RBI and PAVIC (Philippines)

Transition Services in the Philippines

From Coming of Age, Perkins Lantern (Spring 2010)

Photo of  a young woman placing portions of food on a plate as part of a lesson in food-service skills in the Philippines



As children grow up, transition programs in Philippines acquaint them with the adult world.

With her very first paycheck, she wanted to buy her grandmother a hamburger. For Yves, 23 years old and visually impaired, it was a simple yet meaningful goal - full of accomplishment, pride and a sense of belonging to the adult world.

Mila Wayno remembers it well. As a rehabilitation specialist for Resources for the Blind in the Philippines, Wayno had worked with the young woman since she was a toddler of 3 years. Yves had grown up with assistance from RBI, and, as a young adult, recently joined the organization’s fledgling transition program – a new program, founded just three years ago, to develop new vocational, social and recreational services for the children who are visually impaired or blind, with multiple disabilities – who were growing up.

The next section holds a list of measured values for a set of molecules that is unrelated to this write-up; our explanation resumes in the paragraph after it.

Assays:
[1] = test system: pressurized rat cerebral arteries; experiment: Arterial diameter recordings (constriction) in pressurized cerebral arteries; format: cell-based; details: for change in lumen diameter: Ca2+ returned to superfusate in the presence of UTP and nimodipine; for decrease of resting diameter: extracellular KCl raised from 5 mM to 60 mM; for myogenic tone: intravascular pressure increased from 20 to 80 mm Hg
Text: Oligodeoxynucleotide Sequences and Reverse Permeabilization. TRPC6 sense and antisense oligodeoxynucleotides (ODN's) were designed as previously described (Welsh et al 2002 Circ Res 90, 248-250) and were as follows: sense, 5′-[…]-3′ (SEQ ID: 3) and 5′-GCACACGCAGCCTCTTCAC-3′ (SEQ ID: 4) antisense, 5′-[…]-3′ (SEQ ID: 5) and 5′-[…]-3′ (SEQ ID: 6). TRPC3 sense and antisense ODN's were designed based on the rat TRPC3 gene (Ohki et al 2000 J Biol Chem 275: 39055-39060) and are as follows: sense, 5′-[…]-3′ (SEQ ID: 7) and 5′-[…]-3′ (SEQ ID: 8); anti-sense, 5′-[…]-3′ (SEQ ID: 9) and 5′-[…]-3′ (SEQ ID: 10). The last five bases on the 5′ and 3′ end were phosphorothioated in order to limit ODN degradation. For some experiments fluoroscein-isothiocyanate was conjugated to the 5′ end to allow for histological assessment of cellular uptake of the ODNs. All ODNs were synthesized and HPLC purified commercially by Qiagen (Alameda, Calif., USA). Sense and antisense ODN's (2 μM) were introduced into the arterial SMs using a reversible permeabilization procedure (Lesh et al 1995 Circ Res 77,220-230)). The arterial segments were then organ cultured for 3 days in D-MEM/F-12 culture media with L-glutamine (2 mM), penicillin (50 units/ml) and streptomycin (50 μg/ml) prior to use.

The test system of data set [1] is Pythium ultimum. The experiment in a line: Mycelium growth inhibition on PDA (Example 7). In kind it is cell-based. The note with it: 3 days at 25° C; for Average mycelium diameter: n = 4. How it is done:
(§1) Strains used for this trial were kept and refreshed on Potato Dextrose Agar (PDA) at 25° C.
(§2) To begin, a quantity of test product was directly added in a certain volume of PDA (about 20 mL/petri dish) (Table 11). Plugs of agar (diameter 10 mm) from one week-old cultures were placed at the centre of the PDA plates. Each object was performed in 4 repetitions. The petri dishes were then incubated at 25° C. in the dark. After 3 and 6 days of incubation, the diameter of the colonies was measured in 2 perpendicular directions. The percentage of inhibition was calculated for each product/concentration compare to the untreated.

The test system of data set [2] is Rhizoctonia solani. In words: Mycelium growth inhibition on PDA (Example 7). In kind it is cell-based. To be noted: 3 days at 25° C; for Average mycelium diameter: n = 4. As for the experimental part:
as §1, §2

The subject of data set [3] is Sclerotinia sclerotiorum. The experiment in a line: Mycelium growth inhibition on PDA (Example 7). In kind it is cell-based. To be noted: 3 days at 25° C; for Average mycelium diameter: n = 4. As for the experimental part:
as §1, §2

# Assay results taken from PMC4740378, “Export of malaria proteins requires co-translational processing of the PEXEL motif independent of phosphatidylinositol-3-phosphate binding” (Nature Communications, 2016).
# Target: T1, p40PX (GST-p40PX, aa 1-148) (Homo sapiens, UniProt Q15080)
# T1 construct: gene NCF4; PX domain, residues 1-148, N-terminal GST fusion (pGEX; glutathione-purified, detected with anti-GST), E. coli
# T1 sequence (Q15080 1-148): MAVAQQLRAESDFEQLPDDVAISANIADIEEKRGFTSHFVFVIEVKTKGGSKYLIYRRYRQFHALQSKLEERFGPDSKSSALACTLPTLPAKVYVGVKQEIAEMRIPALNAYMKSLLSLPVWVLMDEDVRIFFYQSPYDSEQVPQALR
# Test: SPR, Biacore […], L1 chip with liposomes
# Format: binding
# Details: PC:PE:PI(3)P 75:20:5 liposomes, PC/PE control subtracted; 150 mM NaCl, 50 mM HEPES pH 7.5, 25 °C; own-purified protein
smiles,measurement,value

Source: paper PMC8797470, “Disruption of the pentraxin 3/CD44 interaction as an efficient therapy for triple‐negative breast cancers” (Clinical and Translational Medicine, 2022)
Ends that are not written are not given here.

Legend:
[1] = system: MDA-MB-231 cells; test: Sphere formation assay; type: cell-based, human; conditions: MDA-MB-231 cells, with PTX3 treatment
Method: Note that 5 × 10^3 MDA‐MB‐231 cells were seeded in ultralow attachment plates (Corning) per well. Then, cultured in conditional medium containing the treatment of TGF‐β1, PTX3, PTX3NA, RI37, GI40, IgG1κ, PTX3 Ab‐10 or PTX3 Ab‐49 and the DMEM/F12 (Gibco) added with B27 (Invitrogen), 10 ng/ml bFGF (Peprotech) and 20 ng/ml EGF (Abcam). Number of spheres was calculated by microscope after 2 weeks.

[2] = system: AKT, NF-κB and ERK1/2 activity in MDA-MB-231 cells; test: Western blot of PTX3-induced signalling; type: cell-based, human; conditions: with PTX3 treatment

“With the first income she got, she said, ‘I will buy a hamburger for my grandmother,’” recalled Wayno. “And she was really very happy when she was buying one.”

Transition programs for adolescents and young adults are a fairly new concept in the Philippines, where basic therapies and services for individuals who are blind and visually impaired are still not easily accessible or affordable. Today, with the help of a two year grant from the United States Agency for International Development, Perkins’ partners RBI and Parent Advocates for Visually Impaired Children, or PAVIC, are working to grow transition programs for these young adults, as well as increase families’ awareness of the possibilities for their children. The goal is to take the services these individuals received as young children – orientation and mobility lessons, selfcare and feeding, or basic communication skills – and to bring them to the next level, so these individuals can strive for a level of independence and happiness and participation in their community as adults.

“Some of our children reach 20 years old and they have never received this kind of service,” said Francis Choy, chairman of the board of trustees for PAVIC. “The parents never know. They just accept what their child can do and what they do not know how to do. But if some proper intervention is being done, the quality of life for their children can really improve.”

PAVIC organizes parents and helps them advocate for their children’s rights to education and services.

“If we do nothing for our children, nothing will happen for them,” he said.